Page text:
Additional cyclotides from this plant were identified by RNA-sequence technology and shown to have cyclotide sequences possessing different biophysical and functional properties expressed in different organs.[7] This layer of complexity to the properties of the cyclotides of C. ternatea illustrates the biological specialization that cyclotides have undergone in this plant species. Cyclotides from aerial organs possess tighter binding activity to insect-like membranes, whereas cyclotides from roots and seed, two organs that contact soil, had relatively higher effectiveness against juveniles of the model nematode Caenorhabditis elegans.[8] Indeed, the isolated Cter M cyclotide that is highly expressed in aerial organs was shown to effectively slow the growth and kill moth larvae.[9] Thus, these cyclotide genes and the peptides they encode are potentially valuable molecules for use in agriculture and plant protection.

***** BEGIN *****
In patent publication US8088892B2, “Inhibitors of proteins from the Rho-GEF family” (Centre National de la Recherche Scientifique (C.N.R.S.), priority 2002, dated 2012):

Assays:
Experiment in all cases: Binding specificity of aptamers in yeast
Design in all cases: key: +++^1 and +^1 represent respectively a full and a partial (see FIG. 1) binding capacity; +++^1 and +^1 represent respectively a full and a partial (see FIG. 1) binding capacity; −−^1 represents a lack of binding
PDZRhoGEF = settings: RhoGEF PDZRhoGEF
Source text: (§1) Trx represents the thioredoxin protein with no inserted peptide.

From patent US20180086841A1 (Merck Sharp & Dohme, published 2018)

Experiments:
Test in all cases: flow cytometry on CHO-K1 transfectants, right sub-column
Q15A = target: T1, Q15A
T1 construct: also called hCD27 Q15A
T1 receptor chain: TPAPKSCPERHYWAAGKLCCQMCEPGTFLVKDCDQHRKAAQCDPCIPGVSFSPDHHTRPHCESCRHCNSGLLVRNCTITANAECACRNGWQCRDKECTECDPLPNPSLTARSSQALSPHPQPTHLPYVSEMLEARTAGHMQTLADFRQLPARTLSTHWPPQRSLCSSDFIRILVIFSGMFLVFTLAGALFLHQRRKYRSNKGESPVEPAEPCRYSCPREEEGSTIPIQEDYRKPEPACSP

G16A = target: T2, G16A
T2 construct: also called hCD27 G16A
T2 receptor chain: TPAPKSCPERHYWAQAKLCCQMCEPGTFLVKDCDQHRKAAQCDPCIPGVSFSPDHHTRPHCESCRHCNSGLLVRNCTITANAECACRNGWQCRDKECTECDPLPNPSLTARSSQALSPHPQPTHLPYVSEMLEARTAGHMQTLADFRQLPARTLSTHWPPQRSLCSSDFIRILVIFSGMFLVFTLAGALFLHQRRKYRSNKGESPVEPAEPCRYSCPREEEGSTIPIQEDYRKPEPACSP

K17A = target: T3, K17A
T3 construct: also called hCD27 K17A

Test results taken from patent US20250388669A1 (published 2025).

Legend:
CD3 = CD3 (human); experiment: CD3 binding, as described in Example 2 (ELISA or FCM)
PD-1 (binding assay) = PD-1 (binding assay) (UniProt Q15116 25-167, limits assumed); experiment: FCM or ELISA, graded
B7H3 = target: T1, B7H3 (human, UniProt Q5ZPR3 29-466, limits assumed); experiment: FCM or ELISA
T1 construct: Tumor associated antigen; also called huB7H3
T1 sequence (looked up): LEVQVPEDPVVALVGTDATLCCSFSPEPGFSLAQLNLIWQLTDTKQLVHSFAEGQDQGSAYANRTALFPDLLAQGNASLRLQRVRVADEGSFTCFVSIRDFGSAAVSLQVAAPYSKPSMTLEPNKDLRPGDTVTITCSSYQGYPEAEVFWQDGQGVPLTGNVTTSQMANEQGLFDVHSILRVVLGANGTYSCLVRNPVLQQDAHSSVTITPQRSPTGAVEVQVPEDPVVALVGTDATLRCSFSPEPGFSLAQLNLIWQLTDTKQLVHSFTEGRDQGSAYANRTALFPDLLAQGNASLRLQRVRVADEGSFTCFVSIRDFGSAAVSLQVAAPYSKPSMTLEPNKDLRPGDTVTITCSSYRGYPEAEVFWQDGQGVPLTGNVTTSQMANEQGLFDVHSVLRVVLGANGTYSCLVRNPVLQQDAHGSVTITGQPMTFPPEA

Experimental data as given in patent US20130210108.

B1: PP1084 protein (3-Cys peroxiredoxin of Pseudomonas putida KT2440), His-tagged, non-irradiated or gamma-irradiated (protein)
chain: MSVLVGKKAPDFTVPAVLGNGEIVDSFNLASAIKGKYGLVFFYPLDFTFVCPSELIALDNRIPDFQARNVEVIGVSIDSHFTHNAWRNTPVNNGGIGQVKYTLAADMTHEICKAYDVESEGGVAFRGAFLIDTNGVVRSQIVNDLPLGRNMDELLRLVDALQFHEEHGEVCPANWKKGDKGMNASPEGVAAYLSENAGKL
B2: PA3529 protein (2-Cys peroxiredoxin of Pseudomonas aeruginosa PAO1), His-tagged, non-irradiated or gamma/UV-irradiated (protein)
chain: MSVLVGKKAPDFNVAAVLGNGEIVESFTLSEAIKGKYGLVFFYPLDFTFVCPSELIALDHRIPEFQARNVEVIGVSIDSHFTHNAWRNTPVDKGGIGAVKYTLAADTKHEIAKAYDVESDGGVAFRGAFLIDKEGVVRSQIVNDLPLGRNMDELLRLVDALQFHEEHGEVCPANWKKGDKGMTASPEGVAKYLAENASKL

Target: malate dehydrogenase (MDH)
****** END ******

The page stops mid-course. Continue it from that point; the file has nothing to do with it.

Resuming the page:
The enzyme responsible for the biosynthesis and backbone cyclization of cliotides has recently been isolated. It was named butelase 1 in accordance to its local name in Singapore (bunga telang ligase). Butelase 1 is the fastest peptide ligase known capable of catalyzing peptide cyclization at an extraordinary efficiency.[10]

Gallery[edit]

Front and back sides
C. ternatea, Isla Margarita, Venezuela
Clitoria tea in a pot
Thai khao tom sweet colored blue with C. ternatea flowers
A less common "double-flowered" C. ternatea

References[edit]

  1. ^ Pharmacopia Indica Awl
  2. ^ Mukherjee PK, Kumar V, Kumar NS, Heinrich M"The Ayurvedic medicine Clitoria ternatea-From traditional use to scientific assessment." J Ethnopharmacol. 2008 Sep 20;
  3. ^ Fantz, Paul R. (1991). "Ethnobotany of Clitoria (Leguminosae)". Economic Botany (New York Botanical Garden Press) 45 (4): 511–20. doi:10.1007/BF02930715. JSTOR 4255394. 
  4. ^ Jain, N; Ohal, C.C; Shroff, S.K; Bhutada, R.H; Somani, R.S; Kasture, V.S; Kasture, S.B (2003). "Clitoria ternatea and the CNS". Pharmacology Biochemistry and Behavior 75 (3): 529. doi:10.1016/S0091-3057(03)00130-8.